We’d also like you to share your views on some of the key issues in the comments below. These comments will prove especially useful to the IAASB, which often fails to hear directly from SMPs and SMEs. Set out below are some of the key issues and EFAA’s preliminary position, if any. These positions may change as we discuss and explore the issues further and hear the views of readers and others.

Q1. The Role of Professional Judgment and Professional Skepticism in an AUP Engagement

Do you agree that professional judgment has a role in an AUP engagement, particularly in the context of performing the engagement with professional competence and due care, but that the procedures in an AUP engagement should result in objectively verifiable factual findings?

We agree.

Q2. The Independence of the Professional Accountant

Should the practitioner conducting AUP engagements be independent?

We disagree. SMEs typically place their trust in the competence and integrity of SMPs. We also refer to our understanding that AUP engagements should result in objectively verifiable factual findings. The appearance of independence is not especially important in the context of SMPs providing AUP to SMEs.

Q3. AUP Engagements on Non-Financial Information

Should the scope of ISRS 4400 include non-financial information?

Yes. Increasingly it is non-financial information that stakeholders seek to help them determine businesses’ performance and prospects as well as how well they are governed and manage risk.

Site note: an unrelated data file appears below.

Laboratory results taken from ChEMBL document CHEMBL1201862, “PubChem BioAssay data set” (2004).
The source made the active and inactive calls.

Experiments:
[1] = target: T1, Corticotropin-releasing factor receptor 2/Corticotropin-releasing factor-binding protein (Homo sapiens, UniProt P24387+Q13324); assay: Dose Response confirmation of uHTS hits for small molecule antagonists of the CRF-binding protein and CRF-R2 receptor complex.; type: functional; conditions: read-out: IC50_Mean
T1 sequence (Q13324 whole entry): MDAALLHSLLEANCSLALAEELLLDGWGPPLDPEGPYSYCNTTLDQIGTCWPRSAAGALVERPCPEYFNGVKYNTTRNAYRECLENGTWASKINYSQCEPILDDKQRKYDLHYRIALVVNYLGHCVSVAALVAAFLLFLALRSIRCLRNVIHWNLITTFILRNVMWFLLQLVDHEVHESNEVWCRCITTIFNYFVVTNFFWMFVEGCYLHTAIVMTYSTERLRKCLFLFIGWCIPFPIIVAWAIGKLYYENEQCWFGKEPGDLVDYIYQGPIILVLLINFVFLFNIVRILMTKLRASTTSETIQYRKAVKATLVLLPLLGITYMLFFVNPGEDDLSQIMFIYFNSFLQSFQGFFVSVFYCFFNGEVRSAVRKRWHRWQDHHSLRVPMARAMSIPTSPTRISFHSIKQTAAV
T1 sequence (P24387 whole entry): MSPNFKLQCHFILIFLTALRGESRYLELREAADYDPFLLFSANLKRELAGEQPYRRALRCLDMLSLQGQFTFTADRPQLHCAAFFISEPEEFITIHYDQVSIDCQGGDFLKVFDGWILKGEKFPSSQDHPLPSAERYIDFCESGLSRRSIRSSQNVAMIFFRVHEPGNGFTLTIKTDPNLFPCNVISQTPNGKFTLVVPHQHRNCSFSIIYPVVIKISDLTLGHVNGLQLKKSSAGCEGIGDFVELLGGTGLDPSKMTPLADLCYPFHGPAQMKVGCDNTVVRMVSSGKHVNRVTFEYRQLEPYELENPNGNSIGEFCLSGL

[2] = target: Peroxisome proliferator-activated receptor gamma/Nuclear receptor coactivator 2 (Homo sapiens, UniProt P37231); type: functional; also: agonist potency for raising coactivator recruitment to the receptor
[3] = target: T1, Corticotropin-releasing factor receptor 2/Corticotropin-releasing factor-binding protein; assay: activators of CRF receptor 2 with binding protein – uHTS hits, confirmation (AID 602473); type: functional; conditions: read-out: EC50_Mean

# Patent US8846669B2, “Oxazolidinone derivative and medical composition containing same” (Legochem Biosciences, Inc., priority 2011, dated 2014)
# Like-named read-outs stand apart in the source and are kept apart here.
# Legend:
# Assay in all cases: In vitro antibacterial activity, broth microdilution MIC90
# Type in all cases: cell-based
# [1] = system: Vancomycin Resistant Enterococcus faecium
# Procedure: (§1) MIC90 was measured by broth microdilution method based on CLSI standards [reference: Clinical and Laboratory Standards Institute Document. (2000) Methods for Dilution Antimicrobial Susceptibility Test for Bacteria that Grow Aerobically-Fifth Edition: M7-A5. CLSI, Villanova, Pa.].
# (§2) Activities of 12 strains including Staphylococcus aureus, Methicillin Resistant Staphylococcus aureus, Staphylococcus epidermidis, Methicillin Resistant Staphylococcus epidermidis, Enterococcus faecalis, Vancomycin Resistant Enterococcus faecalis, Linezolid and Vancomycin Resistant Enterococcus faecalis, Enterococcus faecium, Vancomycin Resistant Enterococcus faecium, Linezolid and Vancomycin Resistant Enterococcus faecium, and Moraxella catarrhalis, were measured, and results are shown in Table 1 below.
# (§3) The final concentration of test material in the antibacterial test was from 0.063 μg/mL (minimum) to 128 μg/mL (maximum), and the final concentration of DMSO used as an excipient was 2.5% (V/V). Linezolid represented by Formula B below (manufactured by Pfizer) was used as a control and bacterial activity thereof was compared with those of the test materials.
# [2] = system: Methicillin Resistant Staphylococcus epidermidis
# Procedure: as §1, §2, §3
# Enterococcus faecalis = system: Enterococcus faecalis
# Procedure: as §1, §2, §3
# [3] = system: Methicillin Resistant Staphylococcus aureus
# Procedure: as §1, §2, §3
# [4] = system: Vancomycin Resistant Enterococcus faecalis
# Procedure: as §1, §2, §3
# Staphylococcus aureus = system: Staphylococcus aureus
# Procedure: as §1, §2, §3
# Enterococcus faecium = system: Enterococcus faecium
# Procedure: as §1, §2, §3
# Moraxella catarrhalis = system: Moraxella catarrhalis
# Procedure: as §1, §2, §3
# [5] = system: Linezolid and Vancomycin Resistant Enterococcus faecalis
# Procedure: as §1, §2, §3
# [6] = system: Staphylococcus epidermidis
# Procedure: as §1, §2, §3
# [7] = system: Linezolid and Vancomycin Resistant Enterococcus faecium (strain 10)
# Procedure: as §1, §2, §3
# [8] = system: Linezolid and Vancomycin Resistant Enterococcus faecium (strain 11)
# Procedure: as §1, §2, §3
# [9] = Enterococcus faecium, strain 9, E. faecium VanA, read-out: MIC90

Q4. Format of the AUP Report

Do you agree that an illustrative AUP report that presents the procedures and corresponding findings in a tabular format, or one that presents each procedure and corresponding finding together, will facilitate better communication than the existing illustrative report (which simple lists procedures followed by findings)?

We agree.

Q5. AUP Report Restrictions – To Whom the AUP Report Should be Restricted

Q6. Do you agree that the AUP report can be provided to a party that is not a signatory to the engagement letter so long as the party has a clear understanding of the AUP and the conditions of the engagement?

We agree.

Q6. Recommendations Made in Conjunction with AUP Engagements

Do you agree that recommendations should be clearly distinguished from the procedures and factual findings?

We agree.

Bodo Richardt

President, European Federation of Accountants and Auditors for SMEs